The Eyes Cannot

The path forward has disappeared
or so it seems. It is raining that hard.
And the trail that brought me here

is not the way back. Reason cannot
explain it. Intellect cannot understand it.
But Hurricane Delta will come and go.

Faith can see what the eyes cannot.

Faith keeps the fires of hope burning
when the cold hard truth is that
nothing will ever be the same again.

COVID came and is still here. And the
hurricanes have come one right after
the other. Both can destroy life.

We cannot see the end of COVID. Science
takes its best guess. A hurricane gust just
hit the house. Its end too is a best guess.

The eyes of hope still point to the
resurrection ahead. The meeting of the
dead and those living at Christ’s coming

in the clouds is well documented. When?
“Time unknown, but soon it will come,”
say the eyes of faith.

Don’t you see? The next COVID or the one
after that will not be for me. But the rain
will fall and the hurricane winds will blow.

But faith can see what the eyes cannot.

Answers

I sat out back while I burned
a pile of wood debris that has
been wet since February.

This week of sun was my only
chance before the next big
tropical storm rolls in on Friday.

I sat there with an Oliva Master
3 Blend, 5 x 54, in my hand. It
is the third of four in a gift set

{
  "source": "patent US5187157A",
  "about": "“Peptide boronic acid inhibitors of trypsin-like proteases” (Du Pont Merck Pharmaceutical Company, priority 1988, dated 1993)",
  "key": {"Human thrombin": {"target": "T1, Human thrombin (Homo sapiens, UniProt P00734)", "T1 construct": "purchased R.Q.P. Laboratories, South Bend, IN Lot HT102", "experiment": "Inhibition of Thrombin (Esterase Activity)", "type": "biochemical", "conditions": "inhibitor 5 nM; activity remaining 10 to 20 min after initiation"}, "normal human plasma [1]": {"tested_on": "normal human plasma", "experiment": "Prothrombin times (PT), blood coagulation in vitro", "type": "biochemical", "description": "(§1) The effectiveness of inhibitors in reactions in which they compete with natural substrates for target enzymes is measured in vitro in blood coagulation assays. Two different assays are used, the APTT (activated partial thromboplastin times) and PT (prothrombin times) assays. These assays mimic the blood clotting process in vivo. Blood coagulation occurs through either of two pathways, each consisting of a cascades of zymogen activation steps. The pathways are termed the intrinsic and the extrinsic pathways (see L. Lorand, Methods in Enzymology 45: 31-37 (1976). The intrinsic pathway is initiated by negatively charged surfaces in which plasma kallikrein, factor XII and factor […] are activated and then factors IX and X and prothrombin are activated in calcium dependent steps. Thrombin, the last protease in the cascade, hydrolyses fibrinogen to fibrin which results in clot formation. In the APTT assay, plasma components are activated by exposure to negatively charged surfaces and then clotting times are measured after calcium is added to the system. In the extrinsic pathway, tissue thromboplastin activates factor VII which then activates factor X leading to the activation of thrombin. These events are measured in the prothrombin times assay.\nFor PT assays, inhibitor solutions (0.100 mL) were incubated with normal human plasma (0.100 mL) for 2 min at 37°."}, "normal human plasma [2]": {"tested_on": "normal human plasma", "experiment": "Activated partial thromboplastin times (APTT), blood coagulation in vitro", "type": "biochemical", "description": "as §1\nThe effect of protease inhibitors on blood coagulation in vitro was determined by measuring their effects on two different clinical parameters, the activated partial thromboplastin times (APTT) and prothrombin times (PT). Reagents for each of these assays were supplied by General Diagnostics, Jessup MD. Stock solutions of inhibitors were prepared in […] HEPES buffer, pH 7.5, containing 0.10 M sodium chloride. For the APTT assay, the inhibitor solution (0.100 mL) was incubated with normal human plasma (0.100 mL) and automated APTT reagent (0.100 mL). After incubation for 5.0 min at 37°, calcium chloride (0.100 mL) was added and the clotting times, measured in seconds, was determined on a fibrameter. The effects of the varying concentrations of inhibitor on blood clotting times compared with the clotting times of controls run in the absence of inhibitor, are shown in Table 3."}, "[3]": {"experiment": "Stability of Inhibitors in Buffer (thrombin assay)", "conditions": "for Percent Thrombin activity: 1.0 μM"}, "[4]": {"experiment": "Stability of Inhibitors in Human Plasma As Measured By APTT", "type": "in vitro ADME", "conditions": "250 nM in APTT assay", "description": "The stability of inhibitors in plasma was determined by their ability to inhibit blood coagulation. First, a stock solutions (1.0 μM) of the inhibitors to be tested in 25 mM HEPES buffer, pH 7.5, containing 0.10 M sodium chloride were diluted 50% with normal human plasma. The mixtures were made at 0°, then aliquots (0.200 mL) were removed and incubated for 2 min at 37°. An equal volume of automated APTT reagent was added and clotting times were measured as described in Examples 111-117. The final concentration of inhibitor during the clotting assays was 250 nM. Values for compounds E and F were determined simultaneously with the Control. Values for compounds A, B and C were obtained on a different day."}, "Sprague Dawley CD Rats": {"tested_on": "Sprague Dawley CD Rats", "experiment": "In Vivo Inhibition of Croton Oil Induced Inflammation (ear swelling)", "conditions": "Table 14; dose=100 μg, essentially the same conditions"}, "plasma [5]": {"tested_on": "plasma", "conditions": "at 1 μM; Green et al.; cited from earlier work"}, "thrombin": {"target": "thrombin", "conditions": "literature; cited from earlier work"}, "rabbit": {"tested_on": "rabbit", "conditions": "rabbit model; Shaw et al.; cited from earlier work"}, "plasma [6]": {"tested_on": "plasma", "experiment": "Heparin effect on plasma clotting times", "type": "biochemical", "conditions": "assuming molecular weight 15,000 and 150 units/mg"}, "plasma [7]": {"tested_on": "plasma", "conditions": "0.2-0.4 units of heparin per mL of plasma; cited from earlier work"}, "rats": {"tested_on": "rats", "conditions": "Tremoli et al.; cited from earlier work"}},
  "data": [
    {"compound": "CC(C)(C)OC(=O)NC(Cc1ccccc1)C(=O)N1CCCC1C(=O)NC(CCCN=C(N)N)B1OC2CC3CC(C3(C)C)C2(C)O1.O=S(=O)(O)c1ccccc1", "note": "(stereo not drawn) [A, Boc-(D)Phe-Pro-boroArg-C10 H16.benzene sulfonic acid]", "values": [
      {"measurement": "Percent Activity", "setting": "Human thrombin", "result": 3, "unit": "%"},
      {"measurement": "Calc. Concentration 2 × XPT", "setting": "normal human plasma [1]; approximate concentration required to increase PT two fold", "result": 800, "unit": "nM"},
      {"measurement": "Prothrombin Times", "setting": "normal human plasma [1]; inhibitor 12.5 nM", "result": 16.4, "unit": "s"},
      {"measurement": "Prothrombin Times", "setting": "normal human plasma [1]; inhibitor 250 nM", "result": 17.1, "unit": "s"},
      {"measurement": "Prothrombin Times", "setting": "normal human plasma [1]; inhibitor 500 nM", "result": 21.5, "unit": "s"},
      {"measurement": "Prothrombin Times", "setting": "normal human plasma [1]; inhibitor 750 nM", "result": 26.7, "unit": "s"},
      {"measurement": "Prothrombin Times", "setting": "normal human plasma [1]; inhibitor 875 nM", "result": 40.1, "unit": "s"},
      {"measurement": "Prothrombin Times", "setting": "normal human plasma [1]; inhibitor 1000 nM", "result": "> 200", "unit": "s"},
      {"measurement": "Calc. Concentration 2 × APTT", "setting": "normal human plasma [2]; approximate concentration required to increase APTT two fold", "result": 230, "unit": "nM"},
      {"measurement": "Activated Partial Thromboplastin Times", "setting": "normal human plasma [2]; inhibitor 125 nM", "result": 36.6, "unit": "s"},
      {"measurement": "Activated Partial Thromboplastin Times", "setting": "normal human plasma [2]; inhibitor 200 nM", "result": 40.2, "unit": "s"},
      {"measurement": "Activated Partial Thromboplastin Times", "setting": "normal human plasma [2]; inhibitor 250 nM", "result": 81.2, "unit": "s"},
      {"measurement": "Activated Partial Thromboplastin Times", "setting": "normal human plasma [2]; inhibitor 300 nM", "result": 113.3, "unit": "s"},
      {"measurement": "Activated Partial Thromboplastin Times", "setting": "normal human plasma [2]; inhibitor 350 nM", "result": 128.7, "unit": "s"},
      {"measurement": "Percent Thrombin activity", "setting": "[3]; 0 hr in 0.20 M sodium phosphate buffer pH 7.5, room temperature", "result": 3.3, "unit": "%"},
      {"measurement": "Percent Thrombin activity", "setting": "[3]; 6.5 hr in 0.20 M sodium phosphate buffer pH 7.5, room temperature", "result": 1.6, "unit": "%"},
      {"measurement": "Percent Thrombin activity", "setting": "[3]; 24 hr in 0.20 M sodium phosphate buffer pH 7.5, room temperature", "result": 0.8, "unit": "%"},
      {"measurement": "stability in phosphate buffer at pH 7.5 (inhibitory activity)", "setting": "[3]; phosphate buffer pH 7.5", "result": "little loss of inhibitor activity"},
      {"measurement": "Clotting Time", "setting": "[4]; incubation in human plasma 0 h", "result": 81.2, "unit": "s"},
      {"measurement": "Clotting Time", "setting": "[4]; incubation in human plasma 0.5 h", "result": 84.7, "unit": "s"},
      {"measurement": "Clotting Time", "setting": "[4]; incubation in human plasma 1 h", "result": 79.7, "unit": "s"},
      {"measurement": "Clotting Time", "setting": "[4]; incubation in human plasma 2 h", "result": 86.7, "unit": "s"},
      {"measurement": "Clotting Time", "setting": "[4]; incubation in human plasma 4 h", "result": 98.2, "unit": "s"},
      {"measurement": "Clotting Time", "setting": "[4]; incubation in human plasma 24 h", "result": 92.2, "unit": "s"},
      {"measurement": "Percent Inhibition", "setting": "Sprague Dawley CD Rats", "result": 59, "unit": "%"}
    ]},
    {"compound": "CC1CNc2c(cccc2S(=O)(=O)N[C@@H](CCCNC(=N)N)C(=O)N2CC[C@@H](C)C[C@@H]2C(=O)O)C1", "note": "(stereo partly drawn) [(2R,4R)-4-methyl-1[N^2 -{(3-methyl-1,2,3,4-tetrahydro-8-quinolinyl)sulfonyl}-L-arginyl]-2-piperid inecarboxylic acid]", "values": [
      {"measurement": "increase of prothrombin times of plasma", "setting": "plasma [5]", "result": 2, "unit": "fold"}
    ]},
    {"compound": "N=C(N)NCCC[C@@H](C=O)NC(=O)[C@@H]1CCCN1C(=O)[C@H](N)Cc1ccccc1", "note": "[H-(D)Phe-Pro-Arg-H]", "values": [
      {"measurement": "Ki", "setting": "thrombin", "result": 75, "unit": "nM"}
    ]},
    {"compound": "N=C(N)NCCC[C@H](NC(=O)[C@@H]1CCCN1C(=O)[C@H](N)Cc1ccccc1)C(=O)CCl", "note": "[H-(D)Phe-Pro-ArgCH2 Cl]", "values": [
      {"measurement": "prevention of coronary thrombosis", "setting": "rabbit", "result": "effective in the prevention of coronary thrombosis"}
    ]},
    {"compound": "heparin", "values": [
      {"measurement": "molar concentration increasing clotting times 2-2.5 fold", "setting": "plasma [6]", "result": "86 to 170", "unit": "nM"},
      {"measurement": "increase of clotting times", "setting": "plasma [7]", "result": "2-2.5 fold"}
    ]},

from Father’s Day last year.
Obviously, when I stopped
smoking cigars and pipes in

1976, I did not know I was going
to get this gift. Since I was alone
in the back, I thought it was a

good time to talk to God about
the questions on my heart. He
didn’t seem to mind the cigar.

He is a good listener as I did
most of the talking. Well, all of
the talking actually.

I got up a few times to check the
fire and killed two ant hills along
the edge of the patio.

God was still listening. I know
what you want to ask. Did I get
any answers. Not today. Soon.

In God’s time, I will. I asked big
questions; so I expect big answers.
If you ask, you will get an answer.

Not to worry. Long after the last
cigar is gone, God will hear me
and give me answers.

Ancient History

I put the suitcase I borrowed from
my mother in the trunk and got in
the car.

My father drove and smoked. And
smoked some more. He is usually
lecturing nonstop by now. I cracked

the window open to get some air
then closed it again. His visible
nervousness made me even more

nervous. He started talking. After
each cigarette, he’d open the window
just enough to flick it outside then

close the window without interrupting
his monologue. He never wanted to
hear anything I had to say, so I

listened to his World War II Army
stories again about his basic training
in Burlington. No post there now.

Ancient history.

I think he was trying to give me advice.
He pulled up to the front of the AFEES
building in Newark. As I got the small

vinyl suitcase out of the trunk he asked
me to please write. We sort of hugged.
I started up the steps as he drove off.

Seems like just the other day. That trip
to Newark ended with a late-night bus
ride to Ft. Dix for basic training.

It was fifty-five years ago yesterday that
I enlisted in the Army. Thank you, my God,
for your protection and care. You are my

refuge and strength. You alone are God.
The rest is ancient history.